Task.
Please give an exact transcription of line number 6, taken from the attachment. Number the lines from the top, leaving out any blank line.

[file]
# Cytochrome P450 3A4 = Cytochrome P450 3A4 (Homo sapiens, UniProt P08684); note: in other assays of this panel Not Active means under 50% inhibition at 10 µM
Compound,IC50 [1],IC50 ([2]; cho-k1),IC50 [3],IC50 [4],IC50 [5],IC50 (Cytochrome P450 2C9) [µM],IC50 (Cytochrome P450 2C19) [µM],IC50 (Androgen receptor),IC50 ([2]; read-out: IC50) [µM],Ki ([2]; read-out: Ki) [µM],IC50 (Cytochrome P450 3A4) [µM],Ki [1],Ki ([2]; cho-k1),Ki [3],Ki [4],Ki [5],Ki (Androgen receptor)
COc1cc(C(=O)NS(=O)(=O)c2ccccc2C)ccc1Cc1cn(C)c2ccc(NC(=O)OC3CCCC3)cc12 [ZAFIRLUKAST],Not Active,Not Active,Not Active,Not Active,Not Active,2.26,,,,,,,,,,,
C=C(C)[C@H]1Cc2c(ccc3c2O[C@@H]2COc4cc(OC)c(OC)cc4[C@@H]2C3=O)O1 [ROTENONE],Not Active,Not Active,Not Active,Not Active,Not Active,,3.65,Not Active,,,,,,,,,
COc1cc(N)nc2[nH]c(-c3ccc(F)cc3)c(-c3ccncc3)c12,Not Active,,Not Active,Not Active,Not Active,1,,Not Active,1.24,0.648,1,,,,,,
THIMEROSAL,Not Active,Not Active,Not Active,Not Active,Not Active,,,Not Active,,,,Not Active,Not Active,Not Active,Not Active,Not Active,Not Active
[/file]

THIMEROSAL,Not Active,Not Active,Not Active,Not Active,Not Active,,,Not Active,,,,Not Active,Not Active,Not Active,Not Active,Not Active,Not Active